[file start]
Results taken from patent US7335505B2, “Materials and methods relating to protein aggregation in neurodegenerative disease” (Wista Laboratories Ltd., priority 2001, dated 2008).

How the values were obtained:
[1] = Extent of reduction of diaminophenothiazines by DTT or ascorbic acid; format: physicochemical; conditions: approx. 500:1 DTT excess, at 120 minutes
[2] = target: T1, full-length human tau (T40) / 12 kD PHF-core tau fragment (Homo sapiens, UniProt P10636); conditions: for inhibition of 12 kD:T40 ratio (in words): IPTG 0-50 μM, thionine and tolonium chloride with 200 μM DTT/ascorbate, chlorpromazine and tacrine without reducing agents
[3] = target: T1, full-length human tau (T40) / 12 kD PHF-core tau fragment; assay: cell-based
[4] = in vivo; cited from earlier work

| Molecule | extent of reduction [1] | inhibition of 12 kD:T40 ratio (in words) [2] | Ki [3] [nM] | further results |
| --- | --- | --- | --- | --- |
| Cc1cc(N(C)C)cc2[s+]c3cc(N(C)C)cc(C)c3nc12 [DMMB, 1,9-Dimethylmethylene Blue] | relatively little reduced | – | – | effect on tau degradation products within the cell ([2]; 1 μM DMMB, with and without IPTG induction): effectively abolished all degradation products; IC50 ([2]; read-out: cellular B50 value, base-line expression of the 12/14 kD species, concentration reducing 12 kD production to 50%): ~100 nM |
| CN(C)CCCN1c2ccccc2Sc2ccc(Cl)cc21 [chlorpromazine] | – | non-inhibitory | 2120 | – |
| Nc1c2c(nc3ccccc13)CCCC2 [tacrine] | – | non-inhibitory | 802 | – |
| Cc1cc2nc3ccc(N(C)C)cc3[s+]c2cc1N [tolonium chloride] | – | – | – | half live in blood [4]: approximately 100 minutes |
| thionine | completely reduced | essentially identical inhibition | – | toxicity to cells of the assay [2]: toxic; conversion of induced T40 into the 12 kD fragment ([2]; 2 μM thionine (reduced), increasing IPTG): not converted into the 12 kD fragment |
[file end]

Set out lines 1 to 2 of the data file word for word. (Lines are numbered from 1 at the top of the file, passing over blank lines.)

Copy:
Results taken from patent US7335505B2, “Materials and methods relating to protein aggregation in neurodegenerative disease” (Wista Laboratories Ltd., priority 2001, dated 2008).

How the values were obtained: